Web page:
xxxxxThe English philosopher and political theorist John Locke believed that all knowledge was acquired through the senses. Thus his Essay concerning Human Understanding, published in 1690, championed empiricism, the belief that experience was the only source of knowledge, made up of external sensations and internal reflection based on evidence provided by the senses. In the field of politics, his Two Treatises on Civil Government attacked the divine right of kings, advocated religious freedom, and claimed that government had to be based on popular consent. In contrast to Thomas Hobbes, he argued that the power of governments could be limited. Such theories had an immense influence, and were used in support of both the American and French Revolutions. His many friends included the scientists Robert Boyle and Isaac Newton, and among those influenced by his thinking were David Hume, Voltaire, Montesquieu, Thomas Paine and Thomas Jefferson. His other works included Letters on Toleration and Some Thoughts Concerning Education.
JOHN LOCKE 1632 -
Locke: by the German/British painter Sir Godfrey Kneller (1646-
xxxxxThe English philosopher and political theorist John Locke believed that, at birth, the mind was totally void of information -
xxxxxBut of far greater significance at this time was his Two Treatises on Civil Government, dealing with the origin and purpose of the "state". Produced in the wake of the Glorious Revolution, they attacked the theory of the divine right of kings, advocated religious freedom, and laid down the fundamental principles of Whig philosophy, claiming that governments derived their right to govern from popular consent. If they failed to honour their "social contract" with the people by restricting their basic rights to life, liberty and property, then they could be and should be overthrown. Furthermore, unlike the views put forward by his fellow countryman Thomas Hobbes, Locke took a more optimistic view of society. He argued that the power of governments could be limited by a series of "checks and balances", and that individual freedom and the pursuit of happiness, contained within a civil framework, would lead to the common good.
xxxxxSuch theories had an immense influence, particularly in England, France and North America. Indeed, his political philosophy was used in support of both the American and French Revolutions, and many of his beliefs -
xxxxxLocke was born in the Somerset village of Wrington, but spent his childhood in Pensford, just south of Bristol. A member of an Anglican family, he attended Westminster School before going up to Christ Church, Oxford, to study Greek and philosophy and then medicine and science. He then lectured at the university for some four years, and it was at this time that he became a close friend of the English scientist Robert Boyle (illustrated). In 1667 he moved to London and became physician and advisor to the Earl of Shaftesbury. Through this close association, he became involved in politics, and secured a number of minor government appointments. It was while holding one of these posts that he helped draft a constitution for the new colony of Carolina, though it was never put into operation. In 1675, after Shaftesbury had fallen out of favour, he was obliged to take refuge in France, and it was here that he became familiar with the theories of the French philosopher René Descartes.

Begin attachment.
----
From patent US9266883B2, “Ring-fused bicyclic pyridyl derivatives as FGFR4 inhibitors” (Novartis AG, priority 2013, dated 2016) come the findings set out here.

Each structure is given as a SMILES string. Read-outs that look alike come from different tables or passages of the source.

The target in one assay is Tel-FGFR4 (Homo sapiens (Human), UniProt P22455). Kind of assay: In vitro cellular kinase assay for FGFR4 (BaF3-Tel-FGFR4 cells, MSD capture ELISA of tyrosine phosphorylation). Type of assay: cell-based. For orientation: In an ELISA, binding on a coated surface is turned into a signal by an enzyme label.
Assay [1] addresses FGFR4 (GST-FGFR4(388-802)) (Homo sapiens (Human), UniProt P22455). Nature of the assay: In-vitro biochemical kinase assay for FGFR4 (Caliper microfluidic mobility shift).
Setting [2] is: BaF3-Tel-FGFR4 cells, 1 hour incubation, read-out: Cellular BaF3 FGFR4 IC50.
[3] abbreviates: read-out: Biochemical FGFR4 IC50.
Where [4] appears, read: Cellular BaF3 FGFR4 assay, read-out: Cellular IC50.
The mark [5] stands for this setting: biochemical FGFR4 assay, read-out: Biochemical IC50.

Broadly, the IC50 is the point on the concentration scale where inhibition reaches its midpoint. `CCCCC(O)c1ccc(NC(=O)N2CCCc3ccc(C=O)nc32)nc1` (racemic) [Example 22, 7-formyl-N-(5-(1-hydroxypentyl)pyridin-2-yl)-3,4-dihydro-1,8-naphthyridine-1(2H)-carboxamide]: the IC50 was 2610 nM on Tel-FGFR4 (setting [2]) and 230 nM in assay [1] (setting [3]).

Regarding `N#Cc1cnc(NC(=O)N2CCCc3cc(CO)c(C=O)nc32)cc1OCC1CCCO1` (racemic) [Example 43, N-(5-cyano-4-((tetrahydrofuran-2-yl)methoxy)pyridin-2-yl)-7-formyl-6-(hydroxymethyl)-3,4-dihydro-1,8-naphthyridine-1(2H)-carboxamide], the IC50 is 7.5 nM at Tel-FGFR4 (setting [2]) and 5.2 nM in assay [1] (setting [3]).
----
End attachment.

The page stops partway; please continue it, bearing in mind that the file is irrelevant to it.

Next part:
xxxxxHe returned four years later but, following the arrest of Shaftesbury, he again left the country in 1683, remaining in Holland until the Glorious Revolution of 1688 -
xxxxxLocke was an outstanding thinker of great intellect and wide interest. He wrote many works on philosophy, politics, economics and theology. Notable among these were his influential Letters on Toleration of 1689, The Reasonableness of Christianity, published in 1695, and his Some Thoughts Concerning Education, a treatise in which he emphasised the importance of travel and favoured a hands-
xxxxxAnd worthy of mention here is one of Locke’s firm disciples, the French psychologist and philosopher Étienne Bonnet de Condillac (1715-
xxxxxThexyear 1749, three years after Condillac’s Essay on the Origin of Human Knowledge, saw the publication of Observations on Man, his Frame, his Duty and his Expectations, a scholarly integrated theory of human nature by the English doctor and philosopher David Hartley (1705-